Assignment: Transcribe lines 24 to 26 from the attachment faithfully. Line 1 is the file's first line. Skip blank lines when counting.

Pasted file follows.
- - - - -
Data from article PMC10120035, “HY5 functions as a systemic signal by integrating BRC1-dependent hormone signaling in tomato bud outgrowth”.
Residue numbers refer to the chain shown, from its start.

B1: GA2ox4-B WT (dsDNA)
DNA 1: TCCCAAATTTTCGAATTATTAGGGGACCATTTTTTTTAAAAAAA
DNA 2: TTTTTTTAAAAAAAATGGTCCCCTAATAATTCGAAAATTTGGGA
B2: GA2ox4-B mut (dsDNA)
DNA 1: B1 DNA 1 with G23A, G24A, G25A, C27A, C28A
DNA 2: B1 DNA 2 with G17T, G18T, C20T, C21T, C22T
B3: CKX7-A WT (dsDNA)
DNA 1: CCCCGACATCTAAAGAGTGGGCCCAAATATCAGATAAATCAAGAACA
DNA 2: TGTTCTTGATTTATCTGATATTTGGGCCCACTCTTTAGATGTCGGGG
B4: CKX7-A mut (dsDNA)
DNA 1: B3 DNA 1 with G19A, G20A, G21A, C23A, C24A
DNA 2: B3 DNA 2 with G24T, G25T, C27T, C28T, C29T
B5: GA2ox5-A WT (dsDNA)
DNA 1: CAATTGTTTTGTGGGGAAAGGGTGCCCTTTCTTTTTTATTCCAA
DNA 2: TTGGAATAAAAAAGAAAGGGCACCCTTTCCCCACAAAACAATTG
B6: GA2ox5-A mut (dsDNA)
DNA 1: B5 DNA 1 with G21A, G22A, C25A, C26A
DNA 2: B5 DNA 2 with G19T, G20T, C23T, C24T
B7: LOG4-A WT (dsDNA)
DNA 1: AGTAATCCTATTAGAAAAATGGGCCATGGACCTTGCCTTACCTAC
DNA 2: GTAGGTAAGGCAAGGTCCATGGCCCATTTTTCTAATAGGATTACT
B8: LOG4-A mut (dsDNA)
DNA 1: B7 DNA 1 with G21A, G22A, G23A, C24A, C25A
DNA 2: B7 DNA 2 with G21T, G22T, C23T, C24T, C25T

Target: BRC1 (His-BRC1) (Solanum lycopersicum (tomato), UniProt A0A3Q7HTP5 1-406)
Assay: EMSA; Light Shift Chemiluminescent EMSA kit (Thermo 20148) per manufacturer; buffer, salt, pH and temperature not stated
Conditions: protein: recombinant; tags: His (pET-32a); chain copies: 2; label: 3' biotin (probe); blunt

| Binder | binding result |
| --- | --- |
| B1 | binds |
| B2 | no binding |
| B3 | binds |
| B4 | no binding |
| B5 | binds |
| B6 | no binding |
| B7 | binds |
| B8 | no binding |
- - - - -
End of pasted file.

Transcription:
B8: LOG4-A mut (dsDNA)
DNA 1: B7 DNA 1 with G21A, G22A, G23A, C24A, C25A
DNA 2: B7 DNA 2 with G21T, G22T, C23T, C24T, C25T